8 More Transparency for a Secure Biodefense

To read the full-text of this research, you can request a copy directly from the author.

No full-text available

Request Full-text Paper PDF

To read the full-text of this research,
you can request a copy directly from the author.

Since the terrorist attacks and anthrax letters in 2001, the US government has multiplied the number of government programs and agencies concerned with biosecurity and greatly increased its spending on related projects, including a 20-fold increase in spending for biodefense research. This paper considers whether the surge in spending and the responses from industry, universities, and individual scientists have created a network of interlocking interests that constitute a new ‘Biomedical Military–Industrial Complex’ (BMIC), similar to the military–industrial complex that Eisenhower warned against in his Farewell Address. Despite the emergence of many practices associated with the military–industrial complex, the tentative conclusion is that the new institutions and practices in the area of biosecurity do not merit the BMIC label, at least not yet. In particular, the concern that knowledge production in the life sciences might be seriously distorted by the increase in biodefense funding is discounted because, since the rise of molecular biology in the 1970s, the biological sciences have steadily evolved toward a model in which university research is already heavily influenced by outside patrons and commercial interests.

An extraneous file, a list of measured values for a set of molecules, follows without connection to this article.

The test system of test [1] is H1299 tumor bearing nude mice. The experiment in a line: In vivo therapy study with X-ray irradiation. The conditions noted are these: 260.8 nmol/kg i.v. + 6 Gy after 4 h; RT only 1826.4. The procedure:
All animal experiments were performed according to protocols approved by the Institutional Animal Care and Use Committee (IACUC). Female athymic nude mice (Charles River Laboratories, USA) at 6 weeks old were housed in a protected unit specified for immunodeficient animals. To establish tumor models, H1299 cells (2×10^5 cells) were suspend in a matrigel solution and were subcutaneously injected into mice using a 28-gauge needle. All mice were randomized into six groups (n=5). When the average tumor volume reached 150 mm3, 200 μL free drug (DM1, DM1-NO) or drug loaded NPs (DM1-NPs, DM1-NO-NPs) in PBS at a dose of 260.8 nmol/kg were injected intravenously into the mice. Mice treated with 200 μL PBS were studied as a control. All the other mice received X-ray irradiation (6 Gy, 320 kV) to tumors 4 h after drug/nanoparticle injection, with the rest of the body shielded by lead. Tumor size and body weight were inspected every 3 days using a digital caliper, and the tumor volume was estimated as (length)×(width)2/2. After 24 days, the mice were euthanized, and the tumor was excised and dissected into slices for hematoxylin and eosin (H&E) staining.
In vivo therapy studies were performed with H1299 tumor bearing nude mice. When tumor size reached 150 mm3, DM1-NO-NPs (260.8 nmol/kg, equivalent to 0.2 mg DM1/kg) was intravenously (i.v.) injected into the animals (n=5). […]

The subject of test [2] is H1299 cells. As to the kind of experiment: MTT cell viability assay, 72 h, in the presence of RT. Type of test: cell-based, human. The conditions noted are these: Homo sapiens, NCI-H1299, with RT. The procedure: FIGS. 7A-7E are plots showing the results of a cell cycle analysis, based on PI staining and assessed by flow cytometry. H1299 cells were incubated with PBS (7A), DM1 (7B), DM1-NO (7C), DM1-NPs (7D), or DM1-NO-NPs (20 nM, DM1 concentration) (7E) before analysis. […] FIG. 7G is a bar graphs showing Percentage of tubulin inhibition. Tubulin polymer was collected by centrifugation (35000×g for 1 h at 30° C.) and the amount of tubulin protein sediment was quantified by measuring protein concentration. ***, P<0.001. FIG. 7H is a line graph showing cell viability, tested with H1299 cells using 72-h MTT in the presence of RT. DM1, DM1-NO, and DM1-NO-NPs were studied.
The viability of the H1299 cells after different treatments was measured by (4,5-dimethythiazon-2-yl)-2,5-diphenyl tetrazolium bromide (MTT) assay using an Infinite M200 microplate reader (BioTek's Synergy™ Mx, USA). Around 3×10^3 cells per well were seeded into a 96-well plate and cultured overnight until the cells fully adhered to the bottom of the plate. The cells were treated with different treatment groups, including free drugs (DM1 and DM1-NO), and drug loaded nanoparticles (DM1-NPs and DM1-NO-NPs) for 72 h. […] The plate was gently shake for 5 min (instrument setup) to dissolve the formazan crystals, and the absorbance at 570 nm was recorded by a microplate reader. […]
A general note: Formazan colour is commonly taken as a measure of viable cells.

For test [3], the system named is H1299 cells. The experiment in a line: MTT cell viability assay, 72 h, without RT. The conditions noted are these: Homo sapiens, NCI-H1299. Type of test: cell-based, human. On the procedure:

In the past decade, the perception of a bioterrorist threat has increased and created a demand on life scientists to consider the potential security implications of dual use research. This article examines a selection of proposed moral obligations for life scientists that have emerged to meet these concerns and the extent to which they can be considered reasonable. It also describes the underlying reasons for the concerns, how they are managed, and their implications for scientific values. Five criteria for what constitutes preventable harm are suggested and a number of proposed obligations for life scientists are considered against these criteria, namely, the obligations to prevent bioterrorism; to engage in response activities; to consider negative implications of research; not to publish or share sensitive information; to oversee and limit access to dangerous material; and to report activities of concern. Although bioterrorism might be perceived as an imminent threat, the analysis illustrates that this is beyond the responsibility of life scientists either to prevent or to respond to. Among the more reasonable obligations are duties to consider potential negative implications of one's research, protect access to sensitive material, technology and knowledge, and report activities of concern. Responsibility, therefore, includes obligations concerned with preventing foreseeable and highly probable harm. A central conclusion is that several of the proposed obligations are reasonable, although not unconditionally.
ResearchGate has not been able to resolve any references for this publication.